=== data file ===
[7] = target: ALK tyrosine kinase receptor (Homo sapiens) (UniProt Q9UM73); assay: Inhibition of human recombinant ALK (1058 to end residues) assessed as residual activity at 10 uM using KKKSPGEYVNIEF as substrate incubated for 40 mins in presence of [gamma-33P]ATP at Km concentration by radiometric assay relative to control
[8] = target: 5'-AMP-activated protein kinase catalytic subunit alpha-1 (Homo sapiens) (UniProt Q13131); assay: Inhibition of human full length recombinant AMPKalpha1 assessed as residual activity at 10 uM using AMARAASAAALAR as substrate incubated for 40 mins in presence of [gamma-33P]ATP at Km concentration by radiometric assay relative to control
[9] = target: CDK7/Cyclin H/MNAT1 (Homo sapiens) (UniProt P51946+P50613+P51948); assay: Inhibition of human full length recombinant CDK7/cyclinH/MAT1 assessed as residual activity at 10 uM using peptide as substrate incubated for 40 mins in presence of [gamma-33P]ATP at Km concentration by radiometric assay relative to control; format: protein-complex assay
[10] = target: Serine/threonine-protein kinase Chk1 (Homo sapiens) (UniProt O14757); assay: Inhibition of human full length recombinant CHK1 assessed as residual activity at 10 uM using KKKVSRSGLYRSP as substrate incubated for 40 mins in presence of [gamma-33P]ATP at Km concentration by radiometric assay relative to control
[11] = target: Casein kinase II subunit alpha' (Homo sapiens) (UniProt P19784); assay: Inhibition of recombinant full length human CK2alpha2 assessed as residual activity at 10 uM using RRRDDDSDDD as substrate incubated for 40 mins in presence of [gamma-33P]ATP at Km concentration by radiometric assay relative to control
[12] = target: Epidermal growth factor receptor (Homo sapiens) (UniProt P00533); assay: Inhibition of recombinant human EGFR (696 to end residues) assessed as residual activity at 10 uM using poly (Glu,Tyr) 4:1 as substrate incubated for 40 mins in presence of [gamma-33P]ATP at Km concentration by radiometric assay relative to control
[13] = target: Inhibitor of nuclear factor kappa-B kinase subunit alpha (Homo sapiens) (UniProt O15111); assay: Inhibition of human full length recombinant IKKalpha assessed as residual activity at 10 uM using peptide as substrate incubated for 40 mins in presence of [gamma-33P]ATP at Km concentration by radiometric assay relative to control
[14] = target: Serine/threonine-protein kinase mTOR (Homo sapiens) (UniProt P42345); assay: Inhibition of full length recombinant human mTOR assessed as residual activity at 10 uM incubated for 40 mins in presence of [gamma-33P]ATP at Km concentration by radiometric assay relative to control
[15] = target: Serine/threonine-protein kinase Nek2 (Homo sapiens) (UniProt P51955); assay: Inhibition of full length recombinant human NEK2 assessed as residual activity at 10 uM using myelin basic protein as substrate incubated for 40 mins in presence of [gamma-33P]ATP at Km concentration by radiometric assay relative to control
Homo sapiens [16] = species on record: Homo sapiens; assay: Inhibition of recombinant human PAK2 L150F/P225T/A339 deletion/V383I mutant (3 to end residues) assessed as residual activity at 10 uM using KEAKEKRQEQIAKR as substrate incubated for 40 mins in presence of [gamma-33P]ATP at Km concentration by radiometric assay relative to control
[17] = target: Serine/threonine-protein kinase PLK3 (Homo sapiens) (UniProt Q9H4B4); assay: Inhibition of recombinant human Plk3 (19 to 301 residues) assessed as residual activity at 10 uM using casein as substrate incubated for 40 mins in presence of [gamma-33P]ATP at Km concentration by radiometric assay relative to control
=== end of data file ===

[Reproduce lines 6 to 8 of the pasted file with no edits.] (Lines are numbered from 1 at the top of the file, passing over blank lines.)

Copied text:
[12] = target: Epidermal growth factor receptor (Homo sapiens) (UniProt P00533); assay: Inhibition of recombinant human EGFR (696 to end residues) assessed as residual activity at 10 uM using poly (Glu,Tyr) 4:1 as substrate incubated for 40 mins in presence of [gamma-33P]ATP at Km concentration by radiometric assay relative to control
[13] = target: Inhibitor of nuclear factor kappa-B kinase subunit alpha (Homo sapiens) (UniProt O15111); assay: Inhibition of human full length recombinant IKKalpha assessed as residual activity at 10 uM using peptide as substrate incubated for 40 mins in presence of [gamma-33P]ATP at Km concentration by radiometric assay relative to control
[14] = target: Serine/threonine-protein kinase mTOR (Homo sapiens) (UniProt P42345); assay: Inhibition of full length recombinant human mTOR assessed as residual activity at 10 uM incubated for 40 mins in presence of [gamma-33P]ATP at Km concentration by radiometric assay relative to control